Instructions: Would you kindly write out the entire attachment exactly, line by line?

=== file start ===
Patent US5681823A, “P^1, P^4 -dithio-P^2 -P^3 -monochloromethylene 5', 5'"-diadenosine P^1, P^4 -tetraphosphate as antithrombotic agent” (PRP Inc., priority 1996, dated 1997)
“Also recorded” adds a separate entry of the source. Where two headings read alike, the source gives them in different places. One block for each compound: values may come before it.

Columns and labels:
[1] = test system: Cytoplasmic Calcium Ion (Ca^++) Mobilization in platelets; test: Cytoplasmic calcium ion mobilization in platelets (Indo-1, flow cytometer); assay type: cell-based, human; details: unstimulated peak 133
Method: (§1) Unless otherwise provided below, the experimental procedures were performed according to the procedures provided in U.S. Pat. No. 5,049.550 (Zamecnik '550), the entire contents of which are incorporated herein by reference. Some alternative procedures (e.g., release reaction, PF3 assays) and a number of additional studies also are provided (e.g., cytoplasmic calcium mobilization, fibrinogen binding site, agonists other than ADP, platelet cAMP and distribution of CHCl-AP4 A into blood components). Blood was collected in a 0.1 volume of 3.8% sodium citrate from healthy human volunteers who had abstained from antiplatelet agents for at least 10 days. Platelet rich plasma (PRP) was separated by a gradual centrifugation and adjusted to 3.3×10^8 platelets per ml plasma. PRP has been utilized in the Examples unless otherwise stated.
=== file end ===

Patent US5681823A, “P^1, P^4 -dithio-P^2 -P^3 -monochloromethylene 5', 5'"-diadenosine P^1, P^4 -tetraphosphate as antithrombotic agent” (PRP Inc., priority 1996, dated 1997)
“Also recorded” adds a separate entry of the source. Where two headings read alike, the source gives them in different places. One block for each compound: values may come before it.

Columns and labels:
[1] = test system: Cytoplasmic Calcium Ion (Ca^++) Mobilization in platelets; test: Cytoplasmic calcium ion mobilization in platelets (Indo-1, flow cytometer); assay type: cell-based, human; details: unstimulated peak 133
Method: (§1) Unless otherwise provided below, the experimental procedures were performed according to the procedures provided in U.S. Pat. No. 5,049.550 (Zamecnik '550), the entire contents of which are incorporated herein by reference. Some alternative procedures (e.g., release reaction, PF3 assays) and a number of additional studies also are provided (e.g., cytoplasmic calcium mobilization, fibrinogen binding site, agonists other than ADP, platelet cAMP and distribution of CHCl-AP4 A into blood components). Blood was collected in a 0.1 volume of 3.8% sodium citrate from healthy human volunteers who had abstained from antiplatelet agents for at least 10 days. Platelet rich plasma (PRP) was separated by a gradual centrifugation and adjusted to 3.3×10^8 platelets per ml plasma. PRP has been utilized in the Examples unless otherwise stated.